MK-0457 (formerly VX-680) is a small-molecule pan-Aurora kinase inhibitor that blocks cell-cycle progression and induces apoptosis in a diverse range of human tumor types.9 Tumor cells treated with MK-0457 enter and exit mitosis with normal kinetics. However, after the completion of mitosis, the cells accumulate in a pseudo-G1 state with a 4N DNA content or proceed to S-phase in the absence of cell division. Continued proliferation in the presence of aberrant mitosis and failed cytokinesis presumably results in apoptosis.9 These cellular effects are closely associated with the disruption of Aurora B function.10 Whether cells arrest with a 4N DNA content in pseudo-G1 or endoreduplicate with the accumulation of more than 4N DNA content is thought to primarily depend on the status of the p53-dependent postmitotic checkpoint.10,11 p53 can respond to a failed cell division by inducing a G1-like arrest of tetraploid cells after an abnormal mitosis. Consistent with the role of p53 in constraining endoreduplication after Aurora inhibition, endoreduplication induced by Aurora kinase inhibition was enhanced when p53 was inactivated by genetic modification using either short interfering RNA, HPV-16-E6 oncoprotein, or dominant-negative p53.12,13 The mechanism for apoptotic effect of MK-0457 remains unclear. Although recent studies have suggested that the integrity of the postmitotic checkpoint may govern not only the degree of endoreduplication but also the viability of cells exposed to MK-0457,10 it is debatable whether the viability of cells exposed to Aurora kinase inhibitors depends on the p53 status.13,14 Furthermore, very little is known about the ultimate fate of the arrested cells. If cell death after Aurora inhibition depends on the absence or a compromised p53 signaling,13 it is possible that activation of p53 may inhibit MK-0457-induced apoptosis. This poses a major concern in AML, in which p53 mutation is rare and induction of apoptosis determines the response to conventional chemotherapy.15 To examine these issues further, we have explored the role of p53 in the response to MK-0457 using Nutlin-3,16 a potent and selective small-molecule antagonist of Mdm2. Nutlin-3 increases cellular p53 levels, a critical determinant of p53-dependent apoptosis, and efficiently induces p53-mediated apoptosis in AML cells harboring wild-type p53.17 The p53-mediated apoptosis pathway has been shown to be well preserved in model cell lines OCI-AML-3 and MOLM-13.1719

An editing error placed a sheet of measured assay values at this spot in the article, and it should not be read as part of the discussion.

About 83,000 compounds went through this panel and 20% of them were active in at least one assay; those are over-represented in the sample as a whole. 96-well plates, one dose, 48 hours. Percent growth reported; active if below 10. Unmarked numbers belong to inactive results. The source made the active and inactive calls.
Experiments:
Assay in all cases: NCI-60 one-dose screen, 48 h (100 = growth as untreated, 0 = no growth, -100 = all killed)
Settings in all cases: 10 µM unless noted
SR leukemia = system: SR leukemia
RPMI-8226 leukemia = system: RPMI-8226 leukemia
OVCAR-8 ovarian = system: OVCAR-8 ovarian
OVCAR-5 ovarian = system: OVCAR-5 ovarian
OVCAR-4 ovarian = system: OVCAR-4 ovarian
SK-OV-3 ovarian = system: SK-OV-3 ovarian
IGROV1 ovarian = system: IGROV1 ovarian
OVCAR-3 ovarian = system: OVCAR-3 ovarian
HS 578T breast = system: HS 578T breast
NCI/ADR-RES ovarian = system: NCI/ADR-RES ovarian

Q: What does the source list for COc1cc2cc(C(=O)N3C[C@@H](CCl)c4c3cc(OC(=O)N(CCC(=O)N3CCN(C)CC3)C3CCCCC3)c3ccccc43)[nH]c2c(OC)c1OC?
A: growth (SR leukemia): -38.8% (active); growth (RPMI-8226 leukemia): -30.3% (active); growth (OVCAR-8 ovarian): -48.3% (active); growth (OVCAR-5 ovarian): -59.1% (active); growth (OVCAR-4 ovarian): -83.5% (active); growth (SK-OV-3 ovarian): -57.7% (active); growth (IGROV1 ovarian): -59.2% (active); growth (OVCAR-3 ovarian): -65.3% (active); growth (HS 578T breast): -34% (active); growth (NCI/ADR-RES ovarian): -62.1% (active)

We found that (1) concomitant inhibition of Mdm2-p53 interaction and Aurora kinases synergistically induces apoptosis in AML cells with wild-type p53; (2) Nutlin-3 enhances p53 signaling and mitochondrial apoptosis in concert with Aurora inhibition, involving activation of p53-dependent postmitotic checkpoints; and (3) Nutlin-3 aberrantly induces p21 in pseudo-G1 cells and blocks endoreduplication after Aurora inhibition. Our data suggest that combined targeting of Mdm2-p53 interaction and Aurora kinases would constitute a novel mechanism-based therapy with clinical potential in AML.